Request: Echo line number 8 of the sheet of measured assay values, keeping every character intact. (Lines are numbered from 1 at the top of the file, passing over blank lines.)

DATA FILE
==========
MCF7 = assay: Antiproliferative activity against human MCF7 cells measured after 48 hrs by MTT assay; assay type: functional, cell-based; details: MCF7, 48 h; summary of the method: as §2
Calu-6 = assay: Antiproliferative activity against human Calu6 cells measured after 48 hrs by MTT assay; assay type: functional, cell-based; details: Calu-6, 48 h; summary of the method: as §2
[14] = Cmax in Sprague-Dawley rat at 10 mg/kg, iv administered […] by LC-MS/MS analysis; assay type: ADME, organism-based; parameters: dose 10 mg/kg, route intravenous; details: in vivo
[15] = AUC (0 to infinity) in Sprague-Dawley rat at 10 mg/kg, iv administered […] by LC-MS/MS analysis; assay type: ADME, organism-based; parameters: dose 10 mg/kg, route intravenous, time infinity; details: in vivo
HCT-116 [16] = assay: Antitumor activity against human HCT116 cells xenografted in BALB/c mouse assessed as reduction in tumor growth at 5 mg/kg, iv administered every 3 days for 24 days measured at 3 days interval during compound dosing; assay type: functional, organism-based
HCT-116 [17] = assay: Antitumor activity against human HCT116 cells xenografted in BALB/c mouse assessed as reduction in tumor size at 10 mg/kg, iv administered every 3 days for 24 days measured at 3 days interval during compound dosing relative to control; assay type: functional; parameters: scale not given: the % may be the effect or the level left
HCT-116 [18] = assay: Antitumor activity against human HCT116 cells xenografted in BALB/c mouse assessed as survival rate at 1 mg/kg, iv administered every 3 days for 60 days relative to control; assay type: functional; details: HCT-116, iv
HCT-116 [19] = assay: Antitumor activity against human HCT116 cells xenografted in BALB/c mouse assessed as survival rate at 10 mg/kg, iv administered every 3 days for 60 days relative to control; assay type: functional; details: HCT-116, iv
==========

HCT-116 [19] = assay: Antitumor activity against human HCT116 cells xenografted in BALB/c mouse assessed as survival rate at 10 mg/kg, iv administered every 3 days for 60 days relative to control; assay type: functional; details: HCT-116, iv